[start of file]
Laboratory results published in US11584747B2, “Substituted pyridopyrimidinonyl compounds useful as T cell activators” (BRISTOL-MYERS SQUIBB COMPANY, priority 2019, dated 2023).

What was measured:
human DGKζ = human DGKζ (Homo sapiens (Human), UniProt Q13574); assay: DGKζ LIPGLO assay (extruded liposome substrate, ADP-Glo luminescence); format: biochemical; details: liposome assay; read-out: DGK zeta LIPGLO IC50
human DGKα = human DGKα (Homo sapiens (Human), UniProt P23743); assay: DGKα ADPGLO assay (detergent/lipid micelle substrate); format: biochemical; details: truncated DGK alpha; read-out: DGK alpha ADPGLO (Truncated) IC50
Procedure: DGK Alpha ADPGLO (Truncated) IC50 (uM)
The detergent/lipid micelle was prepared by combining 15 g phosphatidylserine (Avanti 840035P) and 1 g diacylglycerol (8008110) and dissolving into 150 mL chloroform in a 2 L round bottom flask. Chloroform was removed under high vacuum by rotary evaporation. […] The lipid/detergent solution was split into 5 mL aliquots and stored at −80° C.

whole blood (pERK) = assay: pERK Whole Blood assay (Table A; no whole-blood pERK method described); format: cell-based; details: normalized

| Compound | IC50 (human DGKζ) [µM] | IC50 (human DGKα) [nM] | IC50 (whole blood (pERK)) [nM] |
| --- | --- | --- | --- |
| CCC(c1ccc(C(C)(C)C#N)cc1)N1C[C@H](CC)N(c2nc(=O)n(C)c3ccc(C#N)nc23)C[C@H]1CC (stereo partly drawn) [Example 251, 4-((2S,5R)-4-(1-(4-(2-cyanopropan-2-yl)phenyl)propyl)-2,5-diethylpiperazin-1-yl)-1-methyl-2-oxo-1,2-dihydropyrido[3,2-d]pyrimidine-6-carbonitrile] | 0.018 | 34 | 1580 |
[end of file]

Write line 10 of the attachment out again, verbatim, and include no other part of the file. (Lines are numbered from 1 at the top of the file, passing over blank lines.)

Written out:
| CCC(c1ccc(C(C)(C)C#N)cc1)N1C[C@H](CC)N(c2nc(=O)n(C)c3ccc(C#N)nc23)C[C@H]1CC (stereo partly drawn) [Example 251, 4-((2S,5R)-4-(1-(4-(2-cyanopropan-2-yl)phenyl)propyl)-2,5-diethylpiperazin-1-yl)-1-methyl-2-oxo-1,2-dihydropyrido[3,2-d]pyrimidine-6-carbonitrile] | 0.018 | 34 | 1580 |